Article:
Conversely, the Court of Appeal found that the negligence claim against Trent should be summarily dismissed under the SLAPP legislation. The Court of Appeal held that it was an error of law to view  s. 137.1 of the CJA as aimed at a limited category of torts like defamation, and that the motion judge failed to appreciate the centrality of expression to the negligence claim against Trent. The negligence claim against Trent arose from an "expression" as described by the Supreme Court in  Pointes: the expression was causally connected to the claim; there was a nexus between them; the expression grounded the claim; and the claim targeted the expression. The expression or communication of or about the test results was integral to all aspects of Subway's negligence claim against Trent, namely the existence of a duty of care, whether the duty was breached, and damages.

The point in  Pointes (followed here) is that the requirement that the proceeding arise from an expression is met where the expression "grounds" the claim. Accordingly, Trent was entitled to seek a dismissal of the negligence action under the anti-SLAPP provisions.

Subway's negligence claim against Trent was essentially dismissed on the basis that the laboratory did not owe a duty of care to the entity whose products it tests. Subway's negligence claim against Trent was one for "pure economic loss" as there was no connection to physical or mental injury to a person, or to physical damage to property: 1688782 Ontario Inc. v Maple Leaf Foods Inc.2020 SCC 35, 450 D.L.R. (4th) 181, at para.  17. In the circumstances, Subway could not demonstrate a real prospect of successfully establishing a relationship of proximity based on any established categories in law. Trent had not provided an express undertaking to Subway, and Subway could not say that it had relied on Trent's services or statements. There was simply no basis in law for Subway's negligence claim against Trent based on the test results communicated by Trent to the CBC.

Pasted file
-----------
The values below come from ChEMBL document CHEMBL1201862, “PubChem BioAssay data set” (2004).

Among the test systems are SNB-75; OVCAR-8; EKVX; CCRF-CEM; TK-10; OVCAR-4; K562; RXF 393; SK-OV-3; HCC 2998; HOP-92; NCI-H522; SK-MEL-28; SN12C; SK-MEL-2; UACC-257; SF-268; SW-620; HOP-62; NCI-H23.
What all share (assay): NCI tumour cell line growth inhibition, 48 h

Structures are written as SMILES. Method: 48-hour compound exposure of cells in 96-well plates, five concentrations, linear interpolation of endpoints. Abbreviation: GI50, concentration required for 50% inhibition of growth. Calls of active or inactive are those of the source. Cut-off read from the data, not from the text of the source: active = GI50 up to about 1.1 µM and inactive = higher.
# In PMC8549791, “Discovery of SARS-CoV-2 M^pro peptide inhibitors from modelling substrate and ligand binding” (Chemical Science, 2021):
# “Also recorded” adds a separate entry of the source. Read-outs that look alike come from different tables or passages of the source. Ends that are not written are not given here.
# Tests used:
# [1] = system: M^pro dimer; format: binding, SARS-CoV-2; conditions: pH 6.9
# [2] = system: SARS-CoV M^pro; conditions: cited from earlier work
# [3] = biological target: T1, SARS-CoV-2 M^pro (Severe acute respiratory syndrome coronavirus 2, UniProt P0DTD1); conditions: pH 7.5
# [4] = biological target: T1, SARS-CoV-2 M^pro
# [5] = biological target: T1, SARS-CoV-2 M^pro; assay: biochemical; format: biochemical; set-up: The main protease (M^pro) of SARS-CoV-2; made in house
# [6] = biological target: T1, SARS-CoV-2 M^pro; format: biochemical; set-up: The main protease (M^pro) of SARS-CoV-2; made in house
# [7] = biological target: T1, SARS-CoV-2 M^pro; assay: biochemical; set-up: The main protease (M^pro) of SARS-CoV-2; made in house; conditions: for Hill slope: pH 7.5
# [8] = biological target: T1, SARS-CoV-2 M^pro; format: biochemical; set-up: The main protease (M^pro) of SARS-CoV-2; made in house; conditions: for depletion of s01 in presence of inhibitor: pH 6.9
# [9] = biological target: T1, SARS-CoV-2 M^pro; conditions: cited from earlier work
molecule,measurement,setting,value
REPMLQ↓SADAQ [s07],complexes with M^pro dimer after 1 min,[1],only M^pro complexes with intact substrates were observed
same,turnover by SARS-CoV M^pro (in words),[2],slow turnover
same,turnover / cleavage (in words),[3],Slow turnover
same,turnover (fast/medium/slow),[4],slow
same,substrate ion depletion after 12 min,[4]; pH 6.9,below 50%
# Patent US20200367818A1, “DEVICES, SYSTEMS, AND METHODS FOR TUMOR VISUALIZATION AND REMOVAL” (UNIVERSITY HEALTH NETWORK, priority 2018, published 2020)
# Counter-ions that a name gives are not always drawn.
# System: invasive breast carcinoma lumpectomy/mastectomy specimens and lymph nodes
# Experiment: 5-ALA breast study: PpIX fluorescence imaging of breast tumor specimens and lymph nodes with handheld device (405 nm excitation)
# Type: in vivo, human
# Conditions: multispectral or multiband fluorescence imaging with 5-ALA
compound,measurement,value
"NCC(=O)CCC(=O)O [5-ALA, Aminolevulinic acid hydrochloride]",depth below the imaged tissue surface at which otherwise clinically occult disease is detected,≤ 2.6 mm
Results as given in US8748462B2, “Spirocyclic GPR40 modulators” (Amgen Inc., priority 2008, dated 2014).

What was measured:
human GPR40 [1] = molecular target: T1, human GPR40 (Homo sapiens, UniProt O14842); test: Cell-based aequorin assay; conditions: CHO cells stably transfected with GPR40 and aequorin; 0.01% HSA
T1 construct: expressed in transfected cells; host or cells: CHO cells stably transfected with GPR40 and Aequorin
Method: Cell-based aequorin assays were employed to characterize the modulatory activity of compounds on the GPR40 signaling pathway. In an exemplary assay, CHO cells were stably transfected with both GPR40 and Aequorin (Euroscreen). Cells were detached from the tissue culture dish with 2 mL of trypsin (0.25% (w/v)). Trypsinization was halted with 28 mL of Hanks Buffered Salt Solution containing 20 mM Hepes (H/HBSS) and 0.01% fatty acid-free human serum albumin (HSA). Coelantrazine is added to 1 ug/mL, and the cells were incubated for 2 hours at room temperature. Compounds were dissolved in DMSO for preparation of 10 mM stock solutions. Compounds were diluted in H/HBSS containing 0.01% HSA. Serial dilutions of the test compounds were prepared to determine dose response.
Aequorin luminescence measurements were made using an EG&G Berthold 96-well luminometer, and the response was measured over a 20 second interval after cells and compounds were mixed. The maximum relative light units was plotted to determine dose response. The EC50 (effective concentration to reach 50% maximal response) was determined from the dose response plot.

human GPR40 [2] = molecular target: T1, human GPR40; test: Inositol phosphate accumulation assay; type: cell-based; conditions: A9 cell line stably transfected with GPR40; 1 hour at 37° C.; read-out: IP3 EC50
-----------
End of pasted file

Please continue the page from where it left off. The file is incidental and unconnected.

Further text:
Of note, Trent did not move, as CBC did, to dismiss Subway's action against it for defamation but did so only in respect of the negligence claim. Accordingly, the action for defamation against Trent will continue, as will the defamation claim against CBC.

The Court of Appeal's decision restoring Subway's action against the CBC reflects a tendency to allow potentially meritorious defamation claims to proceed in order to challenge statements which have caused serious harm to business reputations. Investigative reporting obviously has an important role in society but businesses should also be permitted to uphold their reputations and put investigations to the test, particularly when it is the media who have created the "public interest" in the subject matter at issue (in this case the chicken content of Subway's chicken sandwiches compared to their competitors). It remains to be seen which side ultimately prevails. Subway had spent considerable effort to address the substantive findings in CBC's Marketplace  investigation, and the Court of Appeal was clear that the claim should not be dismissed on a preliminary motion. Perhaps in another context where a plaintiff had not undertaken such work before commencing a lawsuit the result would be different. A PDF version is available to download  here.